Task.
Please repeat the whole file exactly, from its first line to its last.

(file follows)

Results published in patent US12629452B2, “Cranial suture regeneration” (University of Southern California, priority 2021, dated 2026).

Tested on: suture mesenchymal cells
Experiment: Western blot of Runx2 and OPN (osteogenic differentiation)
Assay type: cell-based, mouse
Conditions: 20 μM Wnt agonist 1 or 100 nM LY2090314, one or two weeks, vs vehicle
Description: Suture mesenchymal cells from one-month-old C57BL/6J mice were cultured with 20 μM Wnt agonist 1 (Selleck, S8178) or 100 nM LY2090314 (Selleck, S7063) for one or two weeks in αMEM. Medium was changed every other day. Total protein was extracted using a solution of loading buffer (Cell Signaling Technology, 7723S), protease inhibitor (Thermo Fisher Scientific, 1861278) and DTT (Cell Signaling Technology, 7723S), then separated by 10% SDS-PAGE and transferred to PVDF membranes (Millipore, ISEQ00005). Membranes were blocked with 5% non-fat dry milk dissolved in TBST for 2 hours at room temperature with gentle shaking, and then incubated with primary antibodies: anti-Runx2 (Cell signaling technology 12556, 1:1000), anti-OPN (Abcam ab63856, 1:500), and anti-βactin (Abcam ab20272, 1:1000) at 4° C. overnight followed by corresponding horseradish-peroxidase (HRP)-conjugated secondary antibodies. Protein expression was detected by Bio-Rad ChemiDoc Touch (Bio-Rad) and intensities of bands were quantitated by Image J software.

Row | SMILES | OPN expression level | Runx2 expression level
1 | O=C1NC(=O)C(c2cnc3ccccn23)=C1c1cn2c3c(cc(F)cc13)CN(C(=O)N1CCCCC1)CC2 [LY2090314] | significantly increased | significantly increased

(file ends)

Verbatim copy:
Results published in patent US12629452B2, “Cranial suture regeneration” (University of Southern California, priority 2021, dated 2026).

Tested on: suture mesenchymal cells
Experiment: Western blot of Runx2 and OPN (osteogenic differentiation)
Assay type: cell-based, mouse
Conditions: 20 μM Wnt agonist 1 or 100 nM LY2090314, one or two weeks, vs vehicle
Description: Suture mesenchymal cells from one-month-old C57BL/6J mice were cultured with 20 μM Wnt agonist 1 (Selleck, S8178) or 100 nM LY2090314 (Selleck, S7063) for one or two weeks in αMEM. Medium was changed every other day. Total protein was extracted using a solution of loading buffer (Cell Signaling Technology, 7723S), protease inhibitor (Thermo Fisher Scientific, 1861278) and DTT (Cell Signaling Technology, 7723S), then separated by 10% SDS-PAGE and transferred to PVDF membranes (Millipore, ISEQ00005). Membranes were blocked with 5% non-fat dry milk dissolved in TBST for 2 hours at room temperature with gentle shaking, and then incubated with primary antibodies: anti-Runx2 (Cell signaling technology 12556, 1:1000), anti-OPN (Abcam ab63856, 1:500), and anti-βactin (Abcam ab20272, 1:1000) at 4° C. overnight followed by corresponding horseradish-peroxidase (HRP)-conjugated secondary antibodies. Protein expression was detected by Bio-Rad ChemiDoc Touch (Bio-Rad) and intensities of bands were quantitated by Image J software.

Row | SMILES | OPN expression level | Runx2 expression level
1 | O=C1NC(=O)C(c2cnc3ccccn23)=C1c1cn2c3c(cc(F)cc13)CN(C(=O)N1CCCCC1)CC2 [LY2090314] | significantly increased | significantly increased